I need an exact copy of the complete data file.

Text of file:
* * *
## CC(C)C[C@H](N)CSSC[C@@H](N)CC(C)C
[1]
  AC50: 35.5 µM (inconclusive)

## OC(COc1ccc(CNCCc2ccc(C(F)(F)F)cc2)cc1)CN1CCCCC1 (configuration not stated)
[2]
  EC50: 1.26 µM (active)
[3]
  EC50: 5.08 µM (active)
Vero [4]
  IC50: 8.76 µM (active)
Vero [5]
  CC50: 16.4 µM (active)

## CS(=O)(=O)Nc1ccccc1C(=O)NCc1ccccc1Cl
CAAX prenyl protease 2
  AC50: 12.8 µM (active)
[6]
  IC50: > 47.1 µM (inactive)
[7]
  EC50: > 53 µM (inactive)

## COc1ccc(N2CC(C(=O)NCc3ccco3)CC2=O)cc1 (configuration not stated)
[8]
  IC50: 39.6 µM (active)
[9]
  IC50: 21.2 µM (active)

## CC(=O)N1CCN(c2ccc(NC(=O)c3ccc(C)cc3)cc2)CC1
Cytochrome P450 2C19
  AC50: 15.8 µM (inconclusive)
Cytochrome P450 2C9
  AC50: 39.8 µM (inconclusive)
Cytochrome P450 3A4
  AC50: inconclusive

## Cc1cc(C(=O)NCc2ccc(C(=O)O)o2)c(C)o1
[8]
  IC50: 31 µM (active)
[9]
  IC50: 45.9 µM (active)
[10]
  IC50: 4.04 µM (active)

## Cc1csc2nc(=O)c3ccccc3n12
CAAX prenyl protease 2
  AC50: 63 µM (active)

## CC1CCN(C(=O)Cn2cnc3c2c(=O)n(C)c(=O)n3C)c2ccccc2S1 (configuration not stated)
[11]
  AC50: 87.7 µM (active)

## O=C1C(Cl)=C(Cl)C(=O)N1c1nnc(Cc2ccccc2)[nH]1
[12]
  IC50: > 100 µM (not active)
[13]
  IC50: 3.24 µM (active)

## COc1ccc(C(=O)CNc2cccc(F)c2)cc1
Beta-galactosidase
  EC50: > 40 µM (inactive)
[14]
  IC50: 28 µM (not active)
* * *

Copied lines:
## CC(C)C[C@H](N)CSSC[C@@H](N)CC(C)C
[1]
  AC50: 35.5 µM (inconclusive)

## OC(COc1ccc(CNCCc2ccc(C(F)(F)F)cc2)cc1)CN1CCCCC1 (configuration not stated)
[2]
  EC50: 1.26 µM (active)
[3]
  EC50: 5.08 µM (active)
Vero [4]
  IC50: 8.76 µM (active)
Vero [5]
  CC50: 16.4 µM (active)

## CS(=O)(=O)Nc1ccccc1C(=O)NCc1ccccc1Cl
CAAX prenyl protease 2
  AC50: 12.8 µM (active)
[6]
  IC50: > 47.1 µM (inactive)
[7]
  EC50: > 53 µM (inactive)

## COc1ccc(N2CC(C(=O)NCc3ccco3)CC2=O)cc1 (configuration not stated)
[8]
  IC50: 39.6 µM (active)
[9]
  IC50: 21.2 µM (active)

## CC(=O)N1CCN(c2ccc(NC(=O)c3ccc(C)cc3)cc2)CC1
Cytochrome P450 2C19
  AC50: 15.8 µM (inconclusive)
Cytochrome P450 2C9
  AC50: 39.8 µM (inconclusive)
Cytochrome P450 3A4
  AC50: inconclusive

## Cc1cc(C(=O)NCc2ccc(C(=O)O)o2)c(C)o1
[8]
  IC50: 31 µM (active)
[9]
  IC50: 45.9 µM (active)
[10]
  IC50: 4.04 µM (active)

## Cc1csc2nc(=O)c3ccccc3n12
CAAX prenyl protease 2
  AC50: 63 µM (active)

## CC1CCN(C(=O)Cn2cnc3c2c(=O)n(C)c(=O)n3C)c2ccccc2S1 (configuration not stated)
[11]
  AC50: 87.7 µM (active)

## O=C1C(Cl)=C(Cl)C(=O)N1c1nnc(Cc2ccccc2)[nH]1
[12]
  IC50: > 100 µM (not active)
[13]
  IC50: 3.24 µM (active)

## COc1ccc(C(=O)CNc2cccc(F)c2)cc1
Beta-galactosidase
  EC50: > 40 µM (inactive)
[14]
  IC50: 28 µM (not active)